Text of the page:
When I started this blog I knew that there wouldn’t be very many families like ours putting themselves out there publically. I found My Two Mums very early on – before I even purchased my domain – and devoured their family tales. I loved how dynamic they seemed as a family, getting out and about with their little boy ‘Monkey’.
I could also tell from their blogging awards and nominations, not to mention the impressive follower count on Twitter, how accepted their family was in the blogging community. It gave me courage to start my own blog about our little family and I was so happy to receive my first blog comment that I nearly cried. When My Two Mums started following us on Twitter I was a bit star struck and since then I’m proud to say that Kirsty and Clara, who write My Two Mums have become my friends.
Recently we were discussing the importance of visibility for families like ours. There aren’t many of us so sometimes we have to shout a bit louder. Whilst we obviously can’t go about in real life screaming about what super parents we are and how we’re raising loved and balanced children, our blogs do an excellent job of doing that for us and standing up for other same-sex families.
Today I am sharing with you my three favourite UK-based two-mummy family blogs.
The aforementioned My Two Mums consists of Kirsty, Clara and their delightful two year old, ‘Monkey’. I asked Kirsty what she thought about the importance of representing family diversity through our blogs. “How we define (ourselves) is different within what society would like to label us. For example, we may both be same sex parents, you and I. But our family makeup differs. We are both attracted to women but differ in how we wish to appear. I think it’s great that we get to use social media to redefine “family”.’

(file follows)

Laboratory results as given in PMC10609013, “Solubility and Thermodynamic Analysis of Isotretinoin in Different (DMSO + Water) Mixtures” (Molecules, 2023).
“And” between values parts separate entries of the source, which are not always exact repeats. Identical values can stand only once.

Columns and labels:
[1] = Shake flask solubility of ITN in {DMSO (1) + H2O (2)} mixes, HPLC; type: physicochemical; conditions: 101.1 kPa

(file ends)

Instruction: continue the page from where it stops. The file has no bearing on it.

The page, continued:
This is such an important point. What do people think of when they think of lesbians? Cropped hair and dungarees? When I was in secondary school a relative of mine was adamant that one of my friends was a lesbian because she wore a rucksack (she isn’t). Blogging gives us a platform to be more than a stereotype. We can wear a bow tie (Kirsty from My Two Mums) or one of my many long floaty skirts and heels (me, obviously). And our family make-up can be two bow ties or two floaty skirts or anything in between and that’s totally fine too. Just like heterosexual couples, we’re all different.
Amy and Laura from Forgot the Sperm had an exciting recent announcement: they’re having a baby! They have blogged eloquently about their conception struggles and so I literally squealed out loud when I saw their pregnancy announcement on Facebook. Laura had the following to say: “For us being an LGBT family is about love. It’s about making a family that we are proud of and helping others to realise that having a family is completely possible for same sex parents. I can’t wait to have our baby and raise them with my wife! Every day is an adventure.”
Having a family can be more of a challenge for a two-mum family and there’s a lot more to think about: sourcing and choosing a donor; methods of conception; exposing children to role models of the opposite sex to the parents (is this necessary?); navigating a society designed for a one-man-one-woman parental unit. But it IS possible even if it takes a little more effort and I feel strongly that our blogs have a unique role in proving that both to society and to that man or woman wondering if they could do the same.
Finally, I spoke to Kate who blogs at Les be Mums. Kate and her wife Sharon recently welcomed beautiful baby ‘T’, whose baby pictures are currently making me feel tremendously broody. Kate said: “When I think same sex families, I think amazing strength. I think about the strength it’s taken us to create our family and the strength to parent. But I also think about the strength we’ve needed to justify our family, justify our love, and justify our existence. We are an LGBT family, and we are strong.”
We are strong. So strong. Every day we expose ourselves to potential disapproval just by leaving the house. At home, we share intimate pieces of ourselves on the internet, ‘approve’ the positive comments and delete the vitriol that is occasionally spewed at us. And then we write some more. I like to think that because of our blogs, people in similar situations feel less alone, teenagers dealing with the implications of their sexuality feel less afraid.
We are the generation that is going to normalise same-sex families. Our blogs are our powerful voices.
I’m really proud to stand up with these ladies and be a part of that.
My Two Mums and Goblin Child have made it to the finals in the Mad Blog Awards! We would love it if you would vote for us to win in the Best Baby (Goblin Child), Best Family Fun (My Two Mums) and Best Photography (Goblin Child) categories.